Airbnb tax arrangements

I wrote this sketch for Newsjack on the tax arrangements at Airbnb. They didn’t use it, so thought I’d pop it up here.

HOST:                   This week it emerged that Airbnb paid less than £200,000 in UK corporation tax last year, despite collecting over £600 million in rental payments for property owners. The digital economy’s great, isn’t it? You can use an Apple or Microsoft device to Google an Airbnb place and have an Amazon delivery waiting for you when you arrive. And all in the time it takes to close three schools and a hospital. But how would companies react if their customers tried using the same tactics?

FX:                              PHONE RINGS

JIM:                        Hello?

AIRBNB CALLER:   Good afternoon. I’m calling from Airbnb UK about the property you’ve registered with us. I believe you’re renting out 139a Blackfriars Road?

JIM:                        That’s right, great ratings too. We’re getting so many stars, the guy in the flat opposite has set up his own observatory! Though now I come to think about it, he might just be a pervert.

AIRBNB CALLER:   Well…quite. I’m ringing because we’re having some trouble with your account, and we’ve not been able to collect the Airbnb service charge. Are you able to settle up over the phone please?

JIM:                        Ah. Did you say you were calling from Airbnb UK?

AIRBNB CALLER:   That’s correct.

JIM:                        Well, there’s your problem. The flat is actually registered in Dublin.

AIRBNB CALLER:   I’m sorry? 139a Blackfriars Road. That’s in London, right?

JIM:                        Well yes and no. The address is a London address, but the flat is registered in Dublin for accounting purposes. Look, did you ever read the Narnia books as a kid?

AIRBNB CALLER:   No.

JIM:                        Exactly. It’s just like that. Outside the front door, it’s black cabs and red buses; inside it’s shamrocks and Guinness. Outside they’re playing Streets of London; inside it’s sweet, sweet Molly Malone.

AIRBNB CALLER:   This is ridiculous. I must ask you to please just settle your account.

JIM:                        I’m afraid I can only speak to Airbnb Ireland about this.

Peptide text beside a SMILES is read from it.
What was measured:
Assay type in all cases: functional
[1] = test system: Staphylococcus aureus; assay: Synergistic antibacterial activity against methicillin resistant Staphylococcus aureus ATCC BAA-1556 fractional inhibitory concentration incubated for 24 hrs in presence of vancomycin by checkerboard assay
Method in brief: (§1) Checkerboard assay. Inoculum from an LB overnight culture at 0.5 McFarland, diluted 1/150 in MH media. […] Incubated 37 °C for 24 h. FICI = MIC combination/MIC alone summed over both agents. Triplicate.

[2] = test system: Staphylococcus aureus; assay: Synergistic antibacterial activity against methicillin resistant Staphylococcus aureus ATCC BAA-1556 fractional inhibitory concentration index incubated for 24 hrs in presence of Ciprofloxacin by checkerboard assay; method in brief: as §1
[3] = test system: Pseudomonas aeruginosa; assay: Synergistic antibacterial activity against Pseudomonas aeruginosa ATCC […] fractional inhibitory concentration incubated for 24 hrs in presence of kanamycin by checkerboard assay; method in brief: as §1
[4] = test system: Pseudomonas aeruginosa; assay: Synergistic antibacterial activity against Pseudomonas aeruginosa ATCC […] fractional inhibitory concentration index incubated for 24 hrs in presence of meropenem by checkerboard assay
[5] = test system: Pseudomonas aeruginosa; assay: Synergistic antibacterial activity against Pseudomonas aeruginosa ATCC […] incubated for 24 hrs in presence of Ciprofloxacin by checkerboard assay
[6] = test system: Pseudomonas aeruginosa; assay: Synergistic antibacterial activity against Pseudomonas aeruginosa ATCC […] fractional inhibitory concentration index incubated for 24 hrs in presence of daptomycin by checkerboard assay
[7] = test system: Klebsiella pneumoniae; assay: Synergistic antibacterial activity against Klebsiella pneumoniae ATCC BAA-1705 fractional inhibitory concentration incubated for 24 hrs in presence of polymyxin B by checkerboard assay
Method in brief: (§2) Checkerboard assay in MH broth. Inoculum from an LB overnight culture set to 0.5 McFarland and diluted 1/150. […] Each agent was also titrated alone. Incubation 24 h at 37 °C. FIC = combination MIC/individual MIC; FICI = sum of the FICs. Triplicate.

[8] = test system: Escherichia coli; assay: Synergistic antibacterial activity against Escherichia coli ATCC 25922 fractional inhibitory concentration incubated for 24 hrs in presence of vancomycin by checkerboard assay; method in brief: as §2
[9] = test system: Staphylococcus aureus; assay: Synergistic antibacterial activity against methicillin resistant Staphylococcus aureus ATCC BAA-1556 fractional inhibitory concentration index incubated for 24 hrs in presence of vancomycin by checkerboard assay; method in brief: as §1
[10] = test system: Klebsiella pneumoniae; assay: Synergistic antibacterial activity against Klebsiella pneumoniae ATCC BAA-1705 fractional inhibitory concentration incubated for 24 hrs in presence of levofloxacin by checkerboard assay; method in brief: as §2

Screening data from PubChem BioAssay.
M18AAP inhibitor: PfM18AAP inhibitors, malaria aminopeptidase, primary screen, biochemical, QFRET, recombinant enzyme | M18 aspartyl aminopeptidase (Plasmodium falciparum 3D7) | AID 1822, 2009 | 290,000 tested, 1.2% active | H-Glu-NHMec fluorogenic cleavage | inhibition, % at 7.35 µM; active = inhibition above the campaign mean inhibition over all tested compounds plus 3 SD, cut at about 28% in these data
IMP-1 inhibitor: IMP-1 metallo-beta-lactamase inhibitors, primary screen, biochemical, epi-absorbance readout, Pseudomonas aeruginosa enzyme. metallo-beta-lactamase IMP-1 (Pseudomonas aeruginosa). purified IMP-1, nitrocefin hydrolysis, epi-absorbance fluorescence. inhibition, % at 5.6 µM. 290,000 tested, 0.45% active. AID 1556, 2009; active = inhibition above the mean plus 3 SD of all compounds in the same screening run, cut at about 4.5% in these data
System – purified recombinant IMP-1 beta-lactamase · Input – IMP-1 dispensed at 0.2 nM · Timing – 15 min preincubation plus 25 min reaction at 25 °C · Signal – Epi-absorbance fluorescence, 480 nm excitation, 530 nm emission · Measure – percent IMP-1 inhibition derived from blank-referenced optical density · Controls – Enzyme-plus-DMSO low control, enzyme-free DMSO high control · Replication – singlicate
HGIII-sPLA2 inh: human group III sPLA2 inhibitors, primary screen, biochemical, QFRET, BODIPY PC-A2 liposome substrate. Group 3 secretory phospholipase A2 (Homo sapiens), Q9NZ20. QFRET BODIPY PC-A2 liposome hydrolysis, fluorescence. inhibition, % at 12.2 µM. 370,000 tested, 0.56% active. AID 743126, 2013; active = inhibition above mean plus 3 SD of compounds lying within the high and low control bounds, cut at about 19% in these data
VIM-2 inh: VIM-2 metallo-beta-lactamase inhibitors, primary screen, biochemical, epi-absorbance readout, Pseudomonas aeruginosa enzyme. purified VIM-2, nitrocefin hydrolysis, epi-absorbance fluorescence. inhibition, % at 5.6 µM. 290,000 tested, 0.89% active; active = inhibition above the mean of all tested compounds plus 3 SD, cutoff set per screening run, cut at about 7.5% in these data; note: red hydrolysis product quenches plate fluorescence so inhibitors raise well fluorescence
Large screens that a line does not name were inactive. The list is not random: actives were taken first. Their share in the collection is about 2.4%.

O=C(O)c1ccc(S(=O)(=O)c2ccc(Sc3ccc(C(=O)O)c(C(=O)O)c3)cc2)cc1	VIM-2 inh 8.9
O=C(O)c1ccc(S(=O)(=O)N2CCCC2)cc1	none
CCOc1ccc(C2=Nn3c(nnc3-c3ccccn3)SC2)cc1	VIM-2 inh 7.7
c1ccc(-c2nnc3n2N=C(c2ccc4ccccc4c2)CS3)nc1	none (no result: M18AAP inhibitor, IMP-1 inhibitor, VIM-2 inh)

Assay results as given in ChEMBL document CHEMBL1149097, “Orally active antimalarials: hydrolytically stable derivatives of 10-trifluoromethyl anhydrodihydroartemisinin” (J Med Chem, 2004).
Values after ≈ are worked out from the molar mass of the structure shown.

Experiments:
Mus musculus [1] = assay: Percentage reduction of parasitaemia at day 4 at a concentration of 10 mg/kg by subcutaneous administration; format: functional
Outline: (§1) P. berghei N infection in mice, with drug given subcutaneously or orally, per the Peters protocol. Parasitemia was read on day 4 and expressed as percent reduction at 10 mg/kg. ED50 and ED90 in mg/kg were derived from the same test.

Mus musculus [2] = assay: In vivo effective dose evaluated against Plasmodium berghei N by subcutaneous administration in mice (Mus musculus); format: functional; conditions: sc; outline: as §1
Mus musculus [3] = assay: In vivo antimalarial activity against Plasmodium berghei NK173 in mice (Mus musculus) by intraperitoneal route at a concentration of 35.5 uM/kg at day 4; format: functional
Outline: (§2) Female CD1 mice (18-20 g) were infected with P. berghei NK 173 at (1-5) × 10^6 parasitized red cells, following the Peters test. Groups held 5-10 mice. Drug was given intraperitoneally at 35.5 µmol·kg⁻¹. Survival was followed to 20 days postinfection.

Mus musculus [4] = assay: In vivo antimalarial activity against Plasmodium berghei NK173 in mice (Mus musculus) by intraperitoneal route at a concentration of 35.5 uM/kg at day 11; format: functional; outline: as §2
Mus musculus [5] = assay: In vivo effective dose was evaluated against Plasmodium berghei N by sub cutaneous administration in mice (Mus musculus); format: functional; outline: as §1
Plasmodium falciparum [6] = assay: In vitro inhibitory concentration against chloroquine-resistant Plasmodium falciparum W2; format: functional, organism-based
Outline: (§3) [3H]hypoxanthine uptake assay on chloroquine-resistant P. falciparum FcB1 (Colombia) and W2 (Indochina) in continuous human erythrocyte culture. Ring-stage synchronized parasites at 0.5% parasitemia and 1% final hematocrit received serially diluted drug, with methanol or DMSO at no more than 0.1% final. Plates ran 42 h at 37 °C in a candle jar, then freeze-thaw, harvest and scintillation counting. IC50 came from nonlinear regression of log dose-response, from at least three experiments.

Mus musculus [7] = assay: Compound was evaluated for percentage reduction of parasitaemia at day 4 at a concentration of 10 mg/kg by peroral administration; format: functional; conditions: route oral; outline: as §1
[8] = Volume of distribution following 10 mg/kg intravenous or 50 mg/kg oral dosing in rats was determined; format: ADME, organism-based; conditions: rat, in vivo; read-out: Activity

FX:                              PHONE CUTS OFF

FX:                              PHONE RINGS AGAIN

JIM:                        Hello?

AIRBNB CALLER:   [The same caller as before, doing a questionable Irish accent] Hello, this is Airbnb Ireland, calling to settle your account for flat 139a.

JIM:                        Ah. Well it’s not actually me you need to speak to.

AIRBNB CALLER:   [persisting with the accent] What? Aren’t you the registered owner?

JIM:                        Yes and no.

AIRBNB CALLER:   What?

JIM:                        My accountant recommended I split my personality into separate entities. Right now, you’re talking to cheeky, knockabout me, resident in London. But all my assets – including the flat – are controlled by my hard-headed businessman persona. He’s domiciled in Luxembourg.

AIRBNB CALLER:   [Giving up on the accent] Oh for Christ’s sake…

JIM:                        But none of us can do anything without consulting our controlling international playboy persona in the Cayman Islands. And good luck getting that guy off the beach at happy hour, know what I mean?

AIRBNB CALLER:   [Snapping] This is nonsense! You can’t pretend a building is in a different country or controlled by a different part of your own personality, just to avoid paying the money you owe!

JIM:                        [pause] Hmmm… Actually, that reminds me. While I’ve got you on the line, several of my personalities work for HMRC and as it happens, we’ve been trying to get in touch with someone at Airbnb for a while to discuss tax arrangem-… Hello? Hello?

FX:                              PHONE CUTS OFF

END

BBC criticised for “disrespectful” Halloween poppies

The BBC became embroiled in a fresh row yesterday, after newsreaders were seen wearing remembrance poppies on Halloween.

Daily Mail columnist Nigel Cross wrote: “Halloween is a day when people typically put on ridiculous fancy dress.

“For example, the Mail editor Paul Dacre came to work as a red-faced, screeching banshee, while Theresa May makes a very convincing Zombie Margaret Thatcher.

“Wearing poppies on Halloween reduces them to the status of fancy dress and demeans the solemn message of the poppy – that it’s sad when people die in wars, but also really, really good when we win them.”

Mr Cross, whose newspaper is a direct rival to the BBC but always reports on them in a fair and balanced way, continued: “Wearing poppies on Halloween just shows how much the BBC hates Britain.

“It’s almost as bad as the lack of respect last year, when on 31 October – just 12 days before armistice day – BBC presenters weren’t wearing poppies at all.”

A spokeswoman for the BBC apologised profusely to anyone offended by either the wearing or non-wearing of a small red paper flower, and offered to immolate Mary Berry inside a giant wicker poppy as penance.